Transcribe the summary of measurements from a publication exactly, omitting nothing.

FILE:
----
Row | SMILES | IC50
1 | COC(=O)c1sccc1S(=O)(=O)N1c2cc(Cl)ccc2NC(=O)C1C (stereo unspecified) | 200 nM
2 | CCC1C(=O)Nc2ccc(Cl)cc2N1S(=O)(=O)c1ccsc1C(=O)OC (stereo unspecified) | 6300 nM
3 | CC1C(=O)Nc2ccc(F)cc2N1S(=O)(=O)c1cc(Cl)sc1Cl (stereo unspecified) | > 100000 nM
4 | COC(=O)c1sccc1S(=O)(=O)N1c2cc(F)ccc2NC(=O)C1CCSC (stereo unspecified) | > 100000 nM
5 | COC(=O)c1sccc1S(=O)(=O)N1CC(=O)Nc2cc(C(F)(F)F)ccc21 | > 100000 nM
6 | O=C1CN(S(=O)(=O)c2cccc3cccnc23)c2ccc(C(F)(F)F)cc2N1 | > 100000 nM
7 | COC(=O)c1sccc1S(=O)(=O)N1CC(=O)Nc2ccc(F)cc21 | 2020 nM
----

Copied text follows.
Row | SMILES | IC50
1 | COC(=O)c1sccc1S(=O)(=O)N1c2cc(Cl)ccc2NC(=O)C1C (stereo unspecified) | 200 nM
2 | CCC1C(=O)Nc2ccc(Cl)cc2N1S(=O)(=O)c1ccsc1C(=O)OC (stereo unspecified) | 6300 nM
3 | CC1C(=O)Nc2ccc(F)cc2N1S(=O)(=O)c1cc(Cl)sc1Cl (stereo unspecified) | > 100000 nM
4 | COC(=O)c1sccc1S(=O)(=O)N1c2cc(F)ccc2NC(=O)C1CCSC (stereo unspecified) | > 100000 nM
5 | COC(=O)c1sccc1S(=O)(=O)N1CC(=O)Nc2cc(C(F)(F)F)ccc21 | > 100000 nM
6 | O=C1CN(S(=O)(=O)c2cccc3cccnc23)c2ccc(C(F)(F)F)cc2N1 | > 100000 nM
7 | COC(=O)c1sccc1S(=O)(=O)N1CC(=O)Nc2ccc(F)cc21 | 2020 nM